A Conversation with Sebastian Silva

Sebastian Silva’s Magic Magic

Eric Hynes

Many are the filmmakers who’ve made return trips to the Sundance Film Festival. You think of Alex Gibney, the Cal Ripken Jr. of Park City who never seems to miss a year, and Richard Linklater, who’s debuted new films as Sundance for over 20 years.

But few are the filmmakers who’ve had two movies in the same Festival, as Sebastián Silva does in 2013 with Crystal Fairy, an improvisational road trip drug reverie that is featured in the World Dramatic Competition, and Magic Magic, a psychological horror film that screens in the Park City at Midnight program. In 2009, Silva won a Grand Jury Prize at the Festival for The Maid, a film that would go on to receive a nomination for Best Foreign Film at the Golden Globe Awards.

Silva spoke to us about how the two films came together, the limits of his interest in genre, why it’s totally okay that he doesn’t know what he wants.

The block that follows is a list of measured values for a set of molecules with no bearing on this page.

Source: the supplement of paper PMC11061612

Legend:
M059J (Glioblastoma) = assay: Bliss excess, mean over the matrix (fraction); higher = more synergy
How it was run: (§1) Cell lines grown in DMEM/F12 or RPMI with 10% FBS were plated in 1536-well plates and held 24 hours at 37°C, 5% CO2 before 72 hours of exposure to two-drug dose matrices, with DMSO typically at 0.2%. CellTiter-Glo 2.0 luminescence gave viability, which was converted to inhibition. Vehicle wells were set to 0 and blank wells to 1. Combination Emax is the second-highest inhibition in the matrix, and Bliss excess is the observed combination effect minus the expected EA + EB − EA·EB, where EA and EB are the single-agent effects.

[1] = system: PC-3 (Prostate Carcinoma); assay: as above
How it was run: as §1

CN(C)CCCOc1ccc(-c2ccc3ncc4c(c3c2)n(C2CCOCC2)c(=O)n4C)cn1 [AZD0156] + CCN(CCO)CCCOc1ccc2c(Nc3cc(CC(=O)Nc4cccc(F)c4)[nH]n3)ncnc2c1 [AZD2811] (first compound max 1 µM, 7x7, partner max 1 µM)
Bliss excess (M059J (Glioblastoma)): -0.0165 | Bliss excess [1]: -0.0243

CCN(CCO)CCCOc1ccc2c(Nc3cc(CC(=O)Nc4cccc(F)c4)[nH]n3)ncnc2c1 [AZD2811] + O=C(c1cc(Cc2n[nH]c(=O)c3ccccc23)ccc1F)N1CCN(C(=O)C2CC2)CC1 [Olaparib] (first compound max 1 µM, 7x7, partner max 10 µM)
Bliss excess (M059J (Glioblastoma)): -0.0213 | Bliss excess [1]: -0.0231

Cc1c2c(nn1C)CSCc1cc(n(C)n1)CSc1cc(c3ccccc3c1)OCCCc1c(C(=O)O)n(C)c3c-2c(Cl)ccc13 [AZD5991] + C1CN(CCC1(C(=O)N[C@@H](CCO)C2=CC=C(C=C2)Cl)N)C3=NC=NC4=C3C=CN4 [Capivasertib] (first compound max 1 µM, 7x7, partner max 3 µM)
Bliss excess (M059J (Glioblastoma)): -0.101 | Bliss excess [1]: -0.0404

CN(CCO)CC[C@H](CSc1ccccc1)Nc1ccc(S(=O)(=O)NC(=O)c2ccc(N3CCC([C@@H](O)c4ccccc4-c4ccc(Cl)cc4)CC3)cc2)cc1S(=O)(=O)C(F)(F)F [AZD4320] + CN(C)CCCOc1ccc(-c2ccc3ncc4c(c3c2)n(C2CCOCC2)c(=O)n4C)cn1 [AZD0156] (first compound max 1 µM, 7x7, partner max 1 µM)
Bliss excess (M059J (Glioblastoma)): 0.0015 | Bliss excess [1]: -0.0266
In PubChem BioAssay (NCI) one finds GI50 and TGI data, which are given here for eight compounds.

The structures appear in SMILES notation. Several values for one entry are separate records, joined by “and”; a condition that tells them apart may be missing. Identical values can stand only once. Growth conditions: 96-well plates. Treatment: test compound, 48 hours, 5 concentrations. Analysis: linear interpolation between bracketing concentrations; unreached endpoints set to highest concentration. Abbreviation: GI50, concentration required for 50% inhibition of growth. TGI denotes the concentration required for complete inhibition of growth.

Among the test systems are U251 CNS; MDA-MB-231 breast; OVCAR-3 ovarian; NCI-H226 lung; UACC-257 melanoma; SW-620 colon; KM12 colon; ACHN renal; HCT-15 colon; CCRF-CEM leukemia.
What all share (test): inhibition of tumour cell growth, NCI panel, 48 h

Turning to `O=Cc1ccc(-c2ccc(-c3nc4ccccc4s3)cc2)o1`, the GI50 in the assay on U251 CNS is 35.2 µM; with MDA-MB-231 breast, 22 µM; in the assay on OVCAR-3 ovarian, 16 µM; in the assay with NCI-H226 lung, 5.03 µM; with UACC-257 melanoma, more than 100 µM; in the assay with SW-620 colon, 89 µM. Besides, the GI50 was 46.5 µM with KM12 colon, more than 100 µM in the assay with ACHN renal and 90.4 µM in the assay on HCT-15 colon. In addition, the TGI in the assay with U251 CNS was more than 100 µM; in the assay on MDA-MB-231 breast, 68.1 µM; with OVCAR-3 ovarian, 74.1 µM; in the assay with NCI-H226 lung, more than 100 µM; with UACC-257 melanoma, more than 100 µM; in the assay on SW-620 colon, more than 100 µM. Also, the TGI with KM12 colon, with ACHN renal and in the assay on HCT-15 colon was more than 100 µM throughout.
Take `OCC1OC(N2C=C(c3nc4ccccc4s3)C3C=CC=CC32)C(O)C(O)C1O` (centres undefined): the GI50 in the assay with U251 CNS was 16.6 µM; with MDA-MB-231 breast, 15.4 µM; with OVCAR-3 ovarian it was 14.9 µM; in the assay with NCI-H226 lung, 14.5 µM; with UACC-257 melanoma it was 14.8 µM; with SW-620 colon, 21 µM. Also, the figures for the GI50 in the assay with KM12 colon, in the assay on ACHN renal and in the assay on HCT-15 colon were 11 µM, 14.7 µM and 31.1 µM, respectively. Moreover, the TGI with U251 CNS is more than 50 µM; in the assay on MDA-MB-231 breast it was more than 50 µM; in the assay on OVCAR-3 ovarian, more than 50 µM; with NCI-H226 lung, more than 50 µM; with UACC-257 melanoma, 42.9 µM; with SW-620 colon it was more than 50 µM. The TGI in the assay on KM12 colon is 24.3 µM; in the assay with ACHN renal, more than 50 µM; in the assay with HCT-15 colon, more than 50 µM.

It’s so unique for a filmmaker to have two films completed at around the same time, and for both of those films to wind up in the Festival. What got the ball rolling for these two projects?

Magic Magic started first. I first wrote it in Spanish, and it was going to be a tiny movie in the south of Chile—kind of like all the movies I’ve made. But then I translated it in English to see if I could get some financing or support, and sent it to Michael Cera, a friend with whom I’ve collaborated before, and he really loved.

He asked me if he could play [the character of] Brink, and then I thought it would make so much more sense if I introduced the character as an American. And that’s how it became an English language project. But then there were a lot of people getting involved—Christine Vachon with Killer Films and then Mike White—and though we were ready to go the finances wouldn’t come.

Michael Cera already had a date for production, and so he went down to live in my family house for three months in Chile to learn Spanish. Then financing was delayed again. I sort of saw that coming, and had an idea that we could do something else during that time when Michael was in Chile. I was like, okay, Crystal Fairy. Now. Crystal Fairy is something that happened to me when I was 20, and it’s a strictly linear road trip story.